(a) Posterior column (coronal fracture plane)
(b) Anterior column and posterior hemi-transverse
4. Both iliopectineal and ilioischial lines disrupted
(a) Transverse (splits acetabulum into upper and lower
(b) T-shaped (as above with vertical fracture disrupting
(c) Bi-column (Sciatic strut disconnected from acetabulum,
Spur sign)
5. Posterior wall fracture
(a) Posterior wall (Isolated, if ilioischial and iliopectineal
lines intact)
(b) Posterior wall and column (as above and disrupted
ilioischial line)
6. Anterior wall fracture
(a) Anterior wall (Isolated, if ilioischial and iliopectineal
lines intact)
7. Fracture orientation
(a) Coronal, splitting acetabulum into anterior and posterior segments
Column fracture (anterior or posterior)
(b) Transverse, splitting acetabulum into upper and lower
Transverse or T-shape fracture
8. Spur sign
Bi-column fracture
9. Fragments
Not specific to type of fracture most common in posterior
wall fractures


phological patterns of fracture using AP and Judet
views. CT provides additional information regarding
fracture orientation and intra-articular fragments.
CT multiplanar reformats and surface reconstructions improve diagnostic accuracy particularly for
inexperienced observers but systematic analysis of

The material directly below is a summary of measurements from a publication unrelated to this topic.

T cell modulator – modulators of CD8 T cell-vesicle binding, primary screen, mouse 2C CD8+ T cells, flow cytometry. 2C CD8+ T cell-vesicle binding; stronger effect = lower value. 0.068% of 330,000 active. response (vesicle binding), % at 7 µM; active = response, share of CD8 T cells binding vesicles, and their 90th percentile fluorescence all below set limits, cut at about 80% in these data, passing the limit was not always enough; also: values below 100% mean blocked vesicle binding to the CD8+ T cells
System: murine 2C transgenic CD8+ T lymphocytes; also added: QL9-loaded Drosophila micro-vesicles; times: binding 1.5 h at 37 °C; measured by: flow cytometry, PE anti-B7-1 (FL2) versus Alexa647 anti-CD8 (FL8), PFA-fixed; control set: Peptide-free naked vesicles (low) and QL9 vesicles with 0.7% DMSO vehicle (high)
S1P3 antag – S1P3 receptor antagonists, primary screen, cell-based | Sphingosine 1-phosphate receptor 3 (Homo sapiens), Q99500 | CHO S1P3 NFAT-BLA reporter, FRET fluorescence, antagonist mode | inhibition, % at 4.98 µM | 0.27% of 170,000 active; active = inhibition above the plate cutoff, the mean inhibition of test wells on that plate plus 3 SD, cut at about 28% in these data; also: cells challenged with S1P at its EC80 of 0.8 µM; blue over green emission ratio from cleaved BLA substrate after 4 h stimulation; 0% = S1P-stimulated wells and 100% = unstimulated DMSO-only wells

plain films and transverse CT images alone should
allow most fractures to be classified (Brandser and
Marsh 1998)
The acetabular classification divides fractures
into a basic or elementary group, which include a
single main fracture line and a complex or associated
group representing combinations of the elementary
patterns (Fig. 14.21). There are five elementary fracture patterns, posterior column, anterior column,
posterior wall, anterior wall and transverse. Complex patterns most commonly encountered include
posterior column and posterior wall, both column,
and transverse with posterior wall fracture. The less
common complex patterns include anterior column
with posterior hemi-transverse and T-shaped. Variations including degree of comminution and extension into the ilium require separate description.
Table 14.1 provides a diagnostic check list facilitating accurate assessment and classification of acetabular fractures.

Basic Patterns
Posterior Wall Fracture

Posterior wall fractures are one of the commonest acetabular injuries, either as an isolated injury
(Fig. 14.22) or in combination with other fractures.
They are sustained most frequently through direct
compression of the posterior wall by the femoral
head a situation encountered in a “dash-board”
injury resulting from a frontal impact and are not
uncommonly associated with posterior dislocation
of the femoral head. The posterior wall fracture can
be appreciated on AP radiographs but the OO view
often improves visualisation. The size and comminution of the posterior fracture determines the
prognosis and risk of re-dislocation or instability.
CT is invaluable therefore in assessing the size of the
posterior wall defect relative to the overall posterior
wall depth. Fractures which constitute greater than
40% of the posterior wall represent an indication for
operative reduction and internal fixation (Keith et
al. 1988) (Fig. 14.23).

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tively remain intact. CT excludes significant steps in
the cortex or intra-articular fragments which would
indicate a requirement for open reduction.
Anterior Column Fractures

Fig. 14.22. Posterior wall fracture: AP radiograph demonstrating posterior wall fracture (white arrow)

Column fractures cross the acetabulum in a coronal